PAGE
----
M. (Paul) Rapin de Thoyras.

The history of England : written in French (Volume 1) online

. (page 197 of 360)
Online LibraryM. (Paul) Rapin de ThoyrasThe history of England : written in French (Volume 1) → online text (page 197 of 360)
Font size
QR-code for this ebook

the Tower.

The Parliament being affembled in February (S) 1389,
feveral Perfons were accufed of High-Treafon, and fen-
tenced to divers Punifhments. TrefiUan, Brembar (9),
and fome other Knights and Gentlemen were hanged at
Tyburn. The reft of the Judges, with the Bifhop of Chi-


from the Council-Board the Duke of Glocejler his Uncle,
the Earl of JFartvick, and fome others, whom he did not
like, put fuch in their room as he believed more pliant
to his Will. This Proceeding was not in it felf ftrange,
fince it was in his Power to make thefe Alterations.
However, it was remarked, he had never given lefs
Signs of Prudence, which thofe who begin to be of Age
are fuppofed to have, than in the choice of his new Mi-
nifters, who Were by no means qualified for their Pofts.
Accordingly it was not long before Diforder and Con-
fufion were vifible in the Publick Affairs. The Fzvo- The Duie tf
rites firft care was, to infinuate to the King, that the Gloccl1 "
Duke of Glocejler had ill Defigns upon his Perfon, Butu^T


( 1 ) Hemy of Bullingbroh.

(2) At Babbclakt, near Burfird. Walfim. p- 332.

(3) His own Brother Edmund Jt la Pcir, who was Governor of the Cattle, refufed to harbour him, without the Confcnt of the Lord William
Beaucbamp, Governor of the Town, who lent him back as a Prilbner into England. The Lord Beaucbamp was fent for over, and committed Prifcuier
upon this account Ibid.

(4) Alexanlfcr Nevil. He was fucceeded by Thomas Arundel Biituo's of Ely. Rymcr's Feed. Tom. VII. p. c-a Waft, r -■'6

(5) John Fordbam, and Ihmas Rufyke. Ibid. p. 333, 3,r ' >' " "

16) The Lords Zcucbi, Haringivcrib, Bum!, and Bcmcnd', and alfo Sir liberie de Vtri, Sir Baldwin Bereford, Sir Richard Addcbury, Sir Job*
Worth, Sir Thomas Clifford, Sir John Lot.iI, Sir isimcn Barley, Sir Thomas Trivet, Sir Nicholas Brembar, Sc±_ Waljmgb. p. 334.. Knighton, Col,

(7) The Lady Mmien, the Lady de Motyng, and the Lady Poynings. Walfing. p. 334. Knightlm, Col. 2705.

(S) On F,b. 3. I3 S3. They granted the King half a Tenth and half a Fifteenth. Ryner's Feed. Tom. VII. p. 620. And a Subfidy of Wool,
Skins, and Wool-fells, over and above the old Cultom ; viz. of every Sack of Wool, forty fix Shillings and Eight-pence; of every Lalt of Skins,
tour Pounds, f:x Shillings and Eight-pence; of Denizens, and of Aliens, four Pounds, thirteen Shillings and Four-pence. Rot. Pari. 11. Ri;. 1. N.
1, 16. Cotton s Abridg. 332. There was another Parliament at Cambridge after Harvtft, in which the Clergv granted a Tenth, and the Laity »
Fifteenth. IValfingbatr., p. 335. Knighton, Col. 2729. In this Parliament John Holland, the King's Half-Brother, was created' Earl of Hunting-
don. lvid.

(9) Brembar was beheaded. See Knighton, Col. 272G.

(10) They had Allowances made them out of the Exchequer, for their M intenanre, as follows: Fuhhorf, forty pounds per Annum, Burgb, fort»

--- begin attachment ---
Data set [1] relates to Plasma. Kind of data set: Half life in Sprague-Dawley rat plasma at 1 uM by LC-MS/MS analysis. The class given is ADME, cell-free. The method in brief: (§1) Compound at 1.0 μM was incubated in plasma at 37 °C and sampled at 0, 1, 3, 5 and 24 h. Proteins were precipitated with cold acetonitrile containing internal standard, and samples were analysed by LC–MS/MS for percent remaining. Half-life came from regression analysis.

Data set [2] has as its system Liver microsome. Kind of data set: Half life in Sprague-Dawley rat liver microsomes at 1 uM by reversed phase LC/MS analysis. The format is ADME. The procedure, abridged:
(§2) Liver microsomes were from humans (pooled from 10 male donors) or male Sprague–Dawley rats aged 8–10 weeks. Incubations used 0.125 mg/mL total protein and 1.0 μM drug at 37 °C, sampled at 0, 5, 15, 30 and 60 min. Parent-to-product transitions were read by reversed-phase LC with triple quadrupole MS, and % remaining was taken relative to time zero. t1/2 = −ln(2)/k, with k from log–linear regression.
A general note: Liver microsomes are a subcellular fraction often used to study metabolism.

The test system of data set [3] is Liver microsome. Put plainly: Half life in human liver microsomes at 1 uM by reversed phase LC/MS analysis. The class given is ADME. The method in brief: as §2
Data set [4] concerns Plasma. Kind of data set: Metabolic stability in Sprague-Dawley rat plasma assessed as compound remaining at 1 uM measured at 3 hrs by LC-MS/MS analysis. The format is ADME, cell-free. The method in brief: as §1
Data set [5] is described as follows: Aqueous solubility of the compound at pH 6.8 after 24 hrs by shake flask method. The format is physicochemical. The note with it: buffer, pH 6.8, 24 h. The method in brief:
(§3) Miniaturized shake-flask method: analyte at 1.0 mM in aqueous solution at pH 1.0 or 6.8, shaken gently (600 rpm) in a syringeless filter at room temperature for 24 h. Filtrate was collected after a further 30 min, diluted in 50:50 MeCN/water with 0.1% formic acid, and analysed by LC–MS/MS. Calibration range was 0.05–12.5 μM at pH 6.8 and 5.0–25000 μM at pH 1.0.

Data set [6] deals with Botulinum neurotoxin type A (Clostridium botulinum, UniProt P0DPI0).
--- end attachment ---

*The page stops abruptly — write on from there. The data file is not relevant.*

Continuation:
Marks; Beianap, lorty Pounds; Holt, forty Marks; and Cay and Lokton, twenty Pounds per Annum a-piecc. Rymtrs Feed. Tom. VII. p. cor,

(11) Seeths Articles exhibited againfl them in Knigbton, Col. 2715, &c.

(12) See the Form of it in Rymer's Fad. Tom. VII- p. C71.

(13) Or rather of his Father, Archibald Douglas Earl of Calway. See Bucban. I. 9.

(14) Thomas de Arundel, Archbifhop of York,

( 1 5 j William Wukham, Founder of Wistett/ler School and New-College its Oxford. Walfmgham, p. 3^7,

No, 24. Vol. 1,



4 66



Vol I.


Return tf
til Duke "/

the Duke fo fully vindicated his Innocence, that the King
•was afhamed of giving Ear to fo groundlefs a Charge.
He would not however, fuffer the Duke to profecutc
his Accufers, though they v/c-re confuted in his pre-


Whilft Richard was apprehenfive of the Attempts of
this Uncle, who was reprefented to him as a very dan-
gerous Enemy, he faw another arrive, who was no lefs
formidable. This was the Duke of Lancajler, who was
returned from the Spanijh Expedition ( 1 ). The Progrefs
'" ~ y c " 79 ' he had made in that Country, had at length obliged the
King of Cajlile to make a Treaty with him, promihng
to pay down fix hundred thoufand Livres, with a yearly
Penlion of forty thoufand (2), during the Lives of him
and his Duchefs. This Treaty was followed hy a Mar-
riage of the Princefs Catherine, the Duke's Daughter by
ConJlantia, with Henry, eldeft Son of the King of Cajlile,
on account of which the Duke and Duchefs refigned
their Pretenfions to that Crown.
-Ibe King is Though Richard was not very well pleafed with the
'thUnd,!! Duke of Lancajhr $ Arrival, he received him however
Walling. ' with fuch Carelles, as gave room to hope for a happy
Union in the Royal Family for the future. This hope
was confirmed by the Reconciliation procured by the
Duke of Lancajler f 3 ), between the King and the Duke
of Glocejler ; a Reconciliation feemingly fo fincere on the
King's fide, that all the World was deceived. Notwith-
ftanding thefe fair Appearances, the Duke of Lancajler %
Prefence was very grievous to Richard. This may be
judged by the Price wherewith he was willing to pur-
Ht gives c h a f e his Abfence. To attain his Ends, he made him
fbToTJlj the richeft Prefent that a King of England could then
tanrafter. make a Subject, by inverting him with the Duchy of
Wailing. Guicmie, with the fame Privileges as were granted to the
vn. p u 6' j9 . late Prince of Wales, the King's Father. As he had
7*7.' never any Affection for him, his making him fo noble a

Froiffart, p re f enc , cou ld be only with a view to remove him from

England (.\).
The Earl tf Shortly after the Earl of Derby, eldeft Son of the
Derby gus Tj uke { Lancajler, went (5) and bore Arms in Prujfia,
PreffiaT""' where he fignalized himfelf by many gallant Actions.
Wailing. Whilft this Prince was endeavouring to gain a Reputation
Knighton. j,y v,j s warlike Exploits, Richard palled his time in Sham-
Fights. He fpent immenfe Sums in Tournaments, which